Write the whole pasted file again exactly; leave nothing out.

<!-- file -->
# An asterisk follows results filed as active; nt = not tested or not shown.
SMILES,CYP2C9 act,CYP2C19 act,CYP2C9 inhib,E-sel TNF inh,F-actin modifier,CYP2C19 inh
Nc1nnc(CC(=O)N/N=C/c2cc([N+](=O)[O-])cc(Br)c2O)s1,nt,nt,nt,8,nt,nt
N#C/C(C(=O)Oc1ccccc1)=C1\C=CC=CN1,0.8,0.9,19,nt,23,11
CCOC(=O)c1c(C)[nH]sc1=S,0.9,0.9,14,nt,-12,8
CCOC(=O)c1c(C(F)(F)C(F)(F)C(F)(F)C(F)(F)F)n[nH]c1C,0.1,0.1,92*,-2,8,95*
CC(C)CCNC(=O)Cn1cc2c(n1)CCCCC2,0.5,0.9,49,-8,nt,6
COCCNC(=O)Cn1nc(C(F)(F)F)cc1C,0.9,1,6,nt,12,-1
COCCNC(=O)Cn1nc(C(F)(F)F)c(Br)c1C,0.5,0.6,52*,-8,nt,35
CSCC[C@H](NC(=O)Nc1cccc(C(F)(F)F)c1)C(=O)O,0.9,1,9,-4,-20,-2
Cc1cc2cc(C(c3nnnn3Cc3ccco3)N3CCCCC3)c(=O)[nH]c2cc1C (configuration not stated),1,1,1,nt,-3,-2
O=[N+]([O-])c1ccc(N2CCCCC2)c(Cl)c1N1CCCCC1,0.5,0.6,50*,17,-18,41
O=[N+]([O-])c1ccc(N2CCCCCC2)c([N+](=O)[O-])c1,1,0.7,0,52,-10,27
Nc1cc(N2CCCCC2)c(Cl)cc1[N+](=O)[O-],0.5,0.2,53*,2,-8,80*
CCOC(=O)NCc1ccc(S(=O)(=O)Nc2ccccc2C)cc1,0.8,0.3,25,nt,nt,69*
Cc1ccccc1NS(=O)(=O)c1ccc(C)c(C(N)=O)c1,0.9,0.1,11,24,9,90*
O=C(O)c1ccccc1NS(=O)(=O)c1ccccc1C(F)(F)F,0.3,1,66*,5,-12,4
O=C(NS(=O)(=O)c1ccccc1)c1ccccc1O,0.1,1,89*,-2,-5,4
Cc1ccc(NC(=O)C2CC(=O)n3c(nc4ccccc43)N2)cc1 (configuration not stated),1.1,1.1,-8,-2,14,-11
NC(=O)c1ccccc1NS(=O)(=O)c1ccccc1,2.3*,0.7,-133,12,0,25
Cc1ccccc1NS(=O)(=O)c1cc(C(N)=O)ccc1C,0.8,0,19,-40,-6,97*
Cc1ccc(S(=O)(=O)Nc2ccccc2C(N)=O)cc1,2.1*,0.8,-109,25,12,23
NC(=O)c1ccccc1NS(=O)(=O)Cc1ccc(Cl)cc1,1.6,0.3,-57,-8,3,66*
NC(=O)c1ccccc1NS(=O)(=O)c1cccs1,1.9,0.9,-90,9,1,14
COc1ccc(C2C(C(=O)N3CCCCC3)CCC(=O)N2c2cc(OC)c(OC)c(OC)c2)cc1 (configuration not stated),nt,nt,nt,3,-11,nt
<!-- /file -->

# An asterisk follows results filed as active; nt = not tested or not shown.
SMILES,CYP2C9 act,CYP2C19 act,CYP2C9 inhib,E-sel TNF inh,F-actin modifier,CYP2C19 inh
Nc1nnc(CC(=O)N/N=C/c2cc([N+](=O)[O-])cc(Br)c2O)s1,nt,nt,nt,8,nt,nt
N#C/C(C(=O)Oc1ccccc1)=C1\C=CC=CN1,0.8,0.9,19,nt,23,11
CCOC(=O)c1c(C)[nH]sc1=S,0.9,0.9,14,nt,-12,8
CCOC(=O)c1c(C(F)(F)C(F)(F)C(F)(F)C(F)(F)F)n[nH]c1C,0.1,0.1,92*,-2,8,95*
CC(C)CCNC(=O)Cn1cc2c(n1)CCCCC2,0.5,0.9,49,-8,nt,6
COCCNC(=O)Cn1nc(C(F)(F)F)cc1C,0.9,1,6,nt,12,-1
COCCNC(=O)Cn1nc(C(F)(F)F)c(Br)c1C,0.5,0.6,52*,-8,nt,35
CSCC[C@H](NC(=O)Nc1cccc(C(F)(F)F)c1)C(=O)O,0.9,1,9,-4,-20,-2
Cc1cc2cc(C(c3nnnn3Cc3ccco3)N3CCCCC3)c(=O)[nH]c2cc1C (configuration not stated),1,1,1,nt,-3,-2
O=[N+]([O-])c1ccc(N2CCCCC2)c(Cl)c1N1CCCCC1,0.5,0.6,50*,17,-18,41
O=[N+]([O-])c1ccc(N2CCCCCC2)c([N+](=O)[O-])c1,1,0.7,0,52,-10,27
Nc1cc(N2CCCCC2)c(Cl)cc1[N+](=O)[O-],0.5,0.2,53*,2,-8,80*
CCOC(=O)NCc1ccc(S(=O)(=O)Nc2ccccc2C)cc1,0.8,0.3,25,nt,nt,69*
Cc1ccccc1NS(=O)(=O)c1ccc(C)c(C(N)=O)c1,0.9,0.1,11,24,9,90*
O=C(O)c1ccccc1NS(=O)(=O)c1ccccc1C(F)(F)F,0.3,1,66*,5,-12,4
O=C(NS(=O)(=O)c1ccccc1)c1ccccc1O,0.1,1,89*,-2,-5,4
Cc1ccc(NC(=O)C2CC(=O)n3c(nc4ccccc43)N2)cc1 (configuration not stated),1.1,1.1,-8,-2,14,-11
NC(=O)c1ccccc1NS(=O)(=O)c1ccccc1,2.3*,0.7,-133,12,0,25
Cc1ccccc1NS(=O)(=O)c1cc(C(N)=O)ccc1C,0.8,0,19,-40,-6,97*
Cc1ccc(S(=O)(=O)Nc2ccccc2C(N)=O)cc1,2.1*,0.8,-109,25,12,23
NC(=O)c1ccccc1NS(=O)(=O)Cc1ccc(Cl)cc1,1.6,0.3,-57,-8,3,66*
NC(=O)c1ccccc1NS(=O)(=O)c1cccs1,1.9,0.9,-90,9,1,14
COc1ccc(C2C(C(=O)N3CCCCC3)CCC(=O)N2c2cc(OC)c(OC)c(OC)c2)cc1 (configuration not stated),nt,nt,nt,3,-11,nt